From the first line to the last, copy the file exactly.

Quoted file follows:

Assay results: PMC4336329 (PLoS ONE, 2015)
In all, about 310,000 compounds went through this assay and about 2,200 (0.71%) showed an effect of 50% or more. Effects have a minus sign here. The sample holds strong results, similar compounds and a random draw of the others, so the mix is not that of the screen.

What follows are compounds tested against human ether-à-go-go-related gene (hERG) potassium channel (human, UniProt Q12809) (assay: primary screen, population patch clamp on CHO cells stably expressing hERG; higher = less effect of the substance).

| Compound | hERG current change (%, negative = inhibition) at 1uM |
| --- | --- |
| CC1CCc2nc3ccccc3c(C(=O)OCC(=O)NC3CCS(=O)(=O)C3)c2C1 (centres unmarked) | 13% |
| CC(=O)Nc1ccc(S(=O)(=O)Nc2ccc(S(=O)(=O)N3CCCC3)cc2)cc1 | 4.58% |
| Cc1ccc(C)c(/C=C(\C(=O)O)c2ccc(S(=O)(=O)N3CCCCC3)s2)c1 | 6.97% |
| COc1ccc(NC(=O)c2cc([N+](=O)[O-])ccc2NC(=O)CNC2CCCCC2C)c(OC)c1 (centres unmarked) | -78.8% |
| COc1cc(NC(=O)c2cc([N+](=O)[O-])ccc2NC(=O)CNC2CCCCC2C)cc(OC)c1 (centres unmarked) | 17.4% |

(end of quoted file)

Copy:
Assay results: PMC4336329 (PLoS ONE, 2015)
In all, about 310,000 compounds went through this assay and about 2,200 (0.71%) showed an effect of 50% or more. Effects have a minus sign here. The sample holds strong results, similar compounds and a random draw of the others, so the mix is not that of the screen.

What follows are compounds tested against human ether-à-go-go-related gene (hERG) potassium channel (human, UniProt Q12809) (assay: primary screen, population patch clamp on CHO cells stably expressing hERG; higher = less effect of the substance).

| Compound | hERG current change (%, negative = inhibition) at 1uM |
| --- | --- |
| CC1CCc2nc3ccccc3c(C(=O)OCC(=O)NC3CCS(=O)(=O)C3)c2C1 (centres unmarked) | 13% |
| CC(=O)Nc1ccc(S(=O)(=O)Nc2ccc(S(=O)(=O)N3CCCC3)cc2)cc1 | 4.58% |
| Cc1ccc(C)c(/C=C(\C(=O)O)c2ccc(S(=O)(=O)N3CCCCC3)s2)c1 | 6.97% |
| COc1ccc(NC(=O)c2cc([N+](=O)[O-])ccc2NC(=O)CNC2CCCCC2C)c(OC)c1 (centres unmarked) | -78.8% |
| COc1cc(NC(=O)c2cc([N+](=O)[O-])ccc2NC(=O)CNC2CCCCC2C)cc(OC)c1 (centres unmarked) | 17.4% |